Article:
The views expressed in our content reflect individual perspectives and do not represent the official views of the Baha'i Faith.
Every human being has the right to live; they have a right to rest, and to a certain amount of well-being. As a rich man is able to live in his palace surrounded by luxury and the greatest comfort, so should a poor man be able to have the necessaries of life. Nobody should die of hunger; everybody should have sufficient clothing; one man should not live in excess while another has no possible means of existence.
Let us try with all the strength we have to bring about happier conditions, so that no single soul may be destitute. – Abdu’l-Baha, Paris Talks, pp. 133-134.
This quote from one of Abdu’l-Baha’s talks, delivered in Paris more than a century ago, sets out the basic framework of a major Baha’i principle: a spiritual solution to the economic problems of the world. It starts, interestingly, not with an over-arching, theoretical, macro global solution, but with an individual and very personal approach, saying that “Every human being has the right to live…” and that “no single soul may be destitute.”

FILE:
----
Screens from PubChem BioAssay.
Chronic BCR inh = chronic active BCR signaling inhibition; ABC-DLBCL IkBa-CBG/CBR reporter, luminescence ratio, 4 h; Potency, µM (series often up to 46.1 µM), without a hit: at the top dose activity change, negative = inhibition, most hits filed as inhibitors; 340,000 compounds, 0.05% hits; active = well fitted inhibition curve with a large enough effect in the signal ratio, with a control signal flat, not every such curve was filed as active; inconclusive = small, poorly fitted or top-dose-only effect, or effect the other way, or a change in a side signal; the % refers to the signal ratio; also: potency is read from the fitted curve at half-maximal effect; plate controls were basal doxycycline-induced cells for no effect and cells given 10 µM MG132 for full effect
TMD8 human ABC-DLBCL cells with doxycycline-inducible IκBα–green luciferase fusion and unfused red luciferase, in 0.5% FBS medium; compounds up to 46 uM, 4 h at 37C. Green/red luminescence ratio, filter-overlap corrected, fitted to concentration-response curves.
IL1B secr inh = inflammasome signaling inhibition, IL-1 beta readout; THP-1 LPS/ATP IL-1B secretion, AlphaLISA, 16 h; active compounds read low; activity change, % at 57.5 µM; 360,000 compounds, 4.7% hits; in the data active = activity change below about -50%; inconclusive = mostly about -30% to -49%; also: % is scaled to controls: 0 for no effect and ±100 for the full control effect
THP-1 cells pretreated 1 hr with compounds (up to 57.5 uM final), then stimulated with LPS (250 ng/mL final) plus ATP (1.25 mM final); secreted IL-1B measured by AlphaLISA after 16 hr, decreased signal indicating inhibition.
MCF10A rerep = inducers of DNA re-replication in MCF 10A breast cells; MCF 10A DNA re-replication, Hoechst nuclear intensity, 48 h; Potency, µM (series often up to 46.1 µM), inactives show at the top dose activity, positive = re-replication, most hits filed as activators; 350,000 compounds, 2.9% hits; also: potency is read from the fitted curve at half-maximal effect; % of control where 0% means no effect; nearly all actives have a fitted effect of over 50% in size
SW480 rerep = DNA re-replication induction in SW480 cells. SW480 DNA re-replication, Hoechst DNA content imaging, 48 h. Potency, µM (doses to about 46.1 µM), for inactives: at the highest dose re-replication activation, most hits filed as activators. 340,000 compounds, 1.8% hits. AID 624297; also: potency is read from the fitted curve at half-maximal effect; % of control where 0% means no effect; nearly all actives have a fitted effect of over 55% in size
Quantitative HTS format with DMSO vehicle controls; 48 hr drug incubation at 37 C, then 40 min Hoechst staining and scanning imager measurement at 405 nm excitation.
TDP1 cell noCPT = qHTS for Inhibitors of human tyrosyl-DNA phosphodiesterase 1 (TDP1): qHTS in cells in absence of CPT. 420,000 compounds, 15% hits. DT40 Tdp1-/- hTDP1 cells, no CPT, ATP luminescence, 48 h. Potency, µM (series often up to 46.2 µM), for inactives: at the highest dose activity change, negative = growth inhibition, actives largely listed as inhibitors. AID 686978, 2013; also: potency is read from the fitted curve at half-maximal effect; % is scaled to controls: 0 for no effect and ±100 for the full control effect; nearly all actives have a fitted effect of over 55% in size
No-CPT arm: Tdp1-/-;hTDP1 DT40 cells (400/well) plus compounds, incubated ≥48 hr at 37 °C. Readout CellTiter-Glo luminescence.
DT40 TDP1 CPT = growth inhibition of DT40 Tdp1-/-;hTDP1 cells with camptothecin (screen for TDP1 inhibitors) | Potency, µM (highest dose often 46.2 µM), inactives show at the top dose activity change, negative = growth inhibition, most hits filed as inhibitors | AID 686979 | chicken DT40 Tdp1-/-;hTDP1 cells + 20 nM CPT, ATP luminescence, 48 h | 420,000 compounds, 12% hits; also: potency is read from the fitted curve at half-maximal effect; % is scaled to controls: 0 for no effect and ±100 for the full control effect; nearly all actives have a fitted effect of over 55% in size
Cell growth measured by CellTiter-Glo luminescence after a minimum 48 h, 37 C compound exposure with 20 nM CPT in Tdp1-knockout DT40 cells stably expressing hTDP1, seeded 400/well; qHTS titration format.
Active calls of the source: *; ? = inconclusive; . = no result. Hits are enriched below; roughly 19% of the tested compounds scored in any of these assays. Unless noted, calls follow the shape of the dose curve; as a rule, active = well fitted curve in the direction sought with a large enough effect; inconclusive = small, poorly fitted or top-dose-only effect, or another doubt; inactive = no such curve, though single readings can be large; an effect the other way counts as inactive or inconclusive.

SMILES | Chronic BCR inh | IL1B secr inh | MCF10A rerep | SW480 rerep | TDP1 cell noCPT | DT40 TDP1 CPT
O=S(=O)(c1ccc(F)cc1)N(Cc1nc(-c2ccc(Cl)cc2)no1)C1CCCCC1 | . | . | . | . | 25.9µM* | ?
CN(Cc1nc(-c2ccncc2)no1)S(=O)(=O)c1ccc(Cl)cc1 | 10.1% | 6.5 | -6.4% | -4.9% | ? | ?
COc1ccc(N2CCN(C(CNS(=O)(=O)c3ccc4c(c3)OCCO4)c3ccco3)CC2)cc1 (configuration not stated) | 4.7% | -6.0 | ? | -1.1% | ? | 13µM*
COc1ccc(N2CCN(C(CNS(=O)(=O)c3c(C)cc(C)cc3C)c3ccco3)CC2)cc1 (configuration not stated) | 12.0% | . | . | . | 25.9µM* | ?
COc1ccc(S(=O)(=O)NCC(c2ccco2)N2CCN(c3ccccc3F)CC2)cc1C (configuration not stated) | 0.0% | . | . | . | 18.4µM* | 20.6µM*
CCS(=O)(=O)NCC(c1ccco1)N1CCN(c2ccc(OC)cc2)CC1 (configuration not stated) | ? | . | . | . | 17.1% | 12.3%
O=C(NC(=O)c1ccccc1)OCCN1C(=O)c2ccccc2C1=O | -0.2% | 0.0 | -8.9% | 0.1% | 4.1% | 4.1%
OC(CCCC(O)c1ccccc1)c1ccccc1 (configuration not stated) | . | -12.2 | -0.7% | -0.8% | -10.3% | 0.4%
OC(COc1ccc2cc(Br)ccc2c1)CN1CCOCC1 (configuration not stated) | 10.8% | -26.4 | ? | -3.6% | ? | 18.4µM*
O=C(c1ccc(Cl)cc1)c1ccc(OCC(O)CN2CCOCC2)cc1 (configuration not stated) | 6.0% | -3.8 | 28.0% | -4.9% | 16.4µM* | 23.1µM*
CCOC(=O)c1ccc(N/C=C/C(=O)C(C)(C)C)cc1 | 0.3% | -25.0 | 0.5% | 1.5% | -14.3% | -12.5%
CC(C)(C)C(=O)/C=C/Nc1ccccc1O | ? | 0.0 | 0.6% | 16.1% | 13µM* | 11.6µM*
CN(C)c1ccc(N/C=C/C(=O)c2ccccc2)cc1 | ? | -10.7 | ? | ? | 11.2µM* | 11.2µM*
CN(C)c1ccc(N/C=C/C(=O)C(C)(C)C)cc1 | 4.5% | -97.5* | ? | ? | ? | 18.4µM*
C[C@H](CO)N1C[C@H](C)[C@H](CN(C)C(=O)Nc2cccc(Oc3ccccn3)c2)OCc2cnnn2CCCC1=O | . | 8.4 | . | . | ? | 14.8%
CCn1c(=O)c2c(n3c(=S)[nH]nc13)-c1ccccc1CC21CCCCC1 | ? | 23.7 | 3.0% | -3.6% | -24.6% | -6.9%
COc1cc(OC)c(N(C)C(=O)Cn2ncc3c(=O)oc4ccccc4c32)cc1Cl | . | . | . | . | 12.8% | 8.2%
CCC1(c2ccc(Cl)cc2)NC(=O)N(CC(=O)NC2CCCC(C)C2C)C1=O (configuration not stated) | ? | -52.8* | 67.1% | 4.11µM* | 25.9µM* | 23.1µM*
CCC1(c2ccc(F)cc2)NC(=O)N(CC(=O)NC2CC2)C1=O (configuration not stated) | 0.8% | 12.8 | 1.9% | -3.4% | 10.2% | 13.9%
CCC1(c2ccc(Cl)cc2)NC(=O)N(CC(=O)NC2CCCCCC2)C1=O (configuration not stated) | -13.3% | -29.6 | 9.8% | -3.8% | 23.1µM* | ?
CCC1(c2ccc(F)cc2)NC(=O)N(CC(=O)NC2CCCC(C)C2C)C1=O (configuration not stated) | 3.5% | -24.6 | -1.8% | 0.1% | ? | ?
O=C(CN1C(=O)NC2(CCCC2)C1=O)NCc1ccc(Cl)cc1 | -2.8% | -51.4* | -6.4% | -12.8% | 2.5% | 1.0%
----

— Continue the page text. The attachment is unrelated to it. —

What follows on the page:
In other words, the Baha’i teachings view food, shelter and clothing as fundamental human rights.
Almost half a century after Abdu’l-Baha set forth these rights, most of the world’s nations signed the Universal Declaration of Human Rights (UDHR), which codified the basic right to food, shelter and clothing into recognized international law: